The Streamlined Filing Compliance Procedure (SFCP) was “born” two years old. Two years ago the…
Happy Birthday Streamlined Filing Compliance Procedure
The Streamlined Filing Compliance Procedure (SFCP) was “born” six years ago. Six years ago the IRS publicly announced the SFCP, which has been used by many non-compliant US taxpayers with the disclosure of foreign assets. SFCP has two sub-programs: one for US residents (Streamlined Domestic Offshore Procedures or “SDOP”) and one for non-US residents (Streamlined Foreign Offshore Procedures or “SFOP”). Each program has its own set of specific procedures and eligibility requirements.
The SFCP was designed for taxpayers whose failure to disclose their offshore accounts was “non-willful,” due to a lack of understanding or knowledge of reporting requirements for U.S. persons. Taxpayers are only required to file tax returns for the previous 3 years and FBAR’s for the previous 6 years.
The IRS introduced SFCP in June 2014 for taxpayers who non-willfully failed to disclose foreign assets. Under the SFCP, non-willful conduct is specifically defined as “conduct that is due to negligence, inadvertence, or mistake or conduct that is the result of a good faith misunderstanding of the requirements of the law”. The most important first step in analyzing whether a taxpayer is eligible to participate in the streamlined procedures is to ascertain whether the taxpayer’s compliance failure, including the failure to file an FBAR, was actually non-willful. The IRS has defined “nonwillful conduct” as “conduct that is due to negligence, inadvertence, or mistake or conduct that is the result of a good faith misunderstanding of the requirements of the law.”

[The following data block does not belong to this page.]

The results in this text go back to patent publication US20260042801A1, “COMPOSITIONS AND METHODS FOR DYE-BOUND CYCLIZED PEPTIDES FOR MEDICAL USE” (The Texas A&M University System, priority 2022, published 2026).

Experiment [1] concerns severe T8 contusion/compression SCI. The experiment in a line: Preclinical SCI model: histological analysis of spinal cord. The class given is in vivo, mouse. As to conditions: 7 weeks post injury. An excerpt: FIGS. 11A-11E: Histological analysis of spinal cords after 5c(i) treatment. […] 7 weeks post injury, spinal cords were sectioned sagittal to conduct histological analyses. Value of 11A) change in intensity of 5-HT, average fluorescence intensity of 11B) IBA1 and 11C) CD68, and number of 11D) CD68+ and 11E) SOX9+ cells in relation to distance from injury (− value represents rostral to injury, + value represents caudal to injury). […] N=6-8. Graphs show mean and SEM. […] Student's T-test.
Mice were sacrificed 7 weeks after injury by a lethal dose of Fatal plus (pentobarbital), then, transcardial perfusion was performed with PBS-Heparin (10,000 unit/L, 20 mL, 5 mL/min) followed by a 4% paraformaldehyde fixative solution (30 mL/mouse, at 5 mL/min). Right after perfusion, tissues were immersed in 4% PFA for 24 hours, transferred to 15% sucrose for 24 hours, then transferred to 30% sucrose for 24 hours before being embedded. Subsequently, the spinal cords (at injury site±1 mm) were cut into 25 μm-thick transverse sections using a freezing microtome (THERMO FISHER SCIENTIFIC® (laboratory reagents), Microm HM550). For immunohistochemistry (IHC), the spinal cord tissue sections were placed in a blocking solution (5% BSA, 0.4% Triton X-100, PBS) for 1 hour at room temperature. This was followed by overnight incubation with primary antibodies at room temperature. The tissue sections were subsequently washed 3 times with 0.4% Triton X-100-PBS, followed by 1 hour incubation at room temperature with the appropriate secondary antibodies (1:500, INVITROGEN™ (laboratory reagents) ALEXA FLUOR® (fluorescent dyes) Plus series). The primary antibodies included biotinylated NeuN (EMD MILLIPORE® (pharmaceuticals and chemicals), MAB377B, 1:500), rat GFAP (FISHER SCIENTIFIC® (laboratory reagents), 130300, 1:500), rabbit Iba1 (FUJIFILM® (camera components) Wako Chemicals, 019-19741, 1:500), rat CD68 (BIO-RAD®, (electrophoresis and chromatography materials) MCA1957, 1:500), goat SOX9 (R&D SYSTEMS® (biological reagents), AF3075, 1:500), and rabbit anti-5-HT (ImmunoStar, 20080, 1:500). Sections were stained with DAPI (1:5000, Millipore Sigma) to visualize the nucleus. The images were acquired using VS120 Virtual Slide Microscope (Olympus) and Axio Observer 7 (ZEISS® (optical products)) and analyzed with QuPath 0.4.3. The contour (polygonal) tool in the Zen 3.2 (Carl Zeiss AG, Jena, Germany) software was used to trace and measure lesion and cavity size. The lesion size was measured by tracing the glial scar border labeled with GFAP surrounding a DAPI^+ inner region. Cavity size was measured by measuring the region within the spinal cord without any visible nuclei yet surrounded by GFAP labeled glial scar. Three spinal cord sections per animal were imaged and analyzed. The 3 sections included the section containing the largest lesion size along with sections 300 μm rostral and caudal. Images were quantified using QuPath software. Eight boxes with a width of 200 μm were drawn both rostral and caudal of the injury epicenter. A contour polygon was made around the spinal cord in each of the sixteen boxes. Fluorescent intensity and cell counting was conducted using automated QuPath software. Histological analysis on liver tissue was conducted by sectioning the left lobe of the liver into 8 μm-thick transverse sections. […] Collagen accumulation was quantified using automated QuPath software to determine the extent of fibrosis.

It is extremely important that a taxpayer’s eligibility is carefully analyzed because once the SFCP is elected and the taxpayer claims the violations were non-willful. There are possible risk factors that need to be considered and analyzed such as the evidence of willfulness including intent of laws, knowledge and violations. Although filing an SFCP does not automatically select the taxpayer for an IRS audit, the taxpayers is still subject to the possible normal audit selection. The taxpayer needs to be prepared to defend filing a SFCP and be able to demonstrate their non-willfulness.
In our firm’s experience, we have seen great interest and participation by taxpayers in the SFCP program. We have successfully filed hundreds of streamlined submissions for satisfied clients over the years. Taxpayers who have failed to comply with their US tax filing and information reporting obligations should be aware of and seek appropriate legal advice regarding which disclosure program to pursue.
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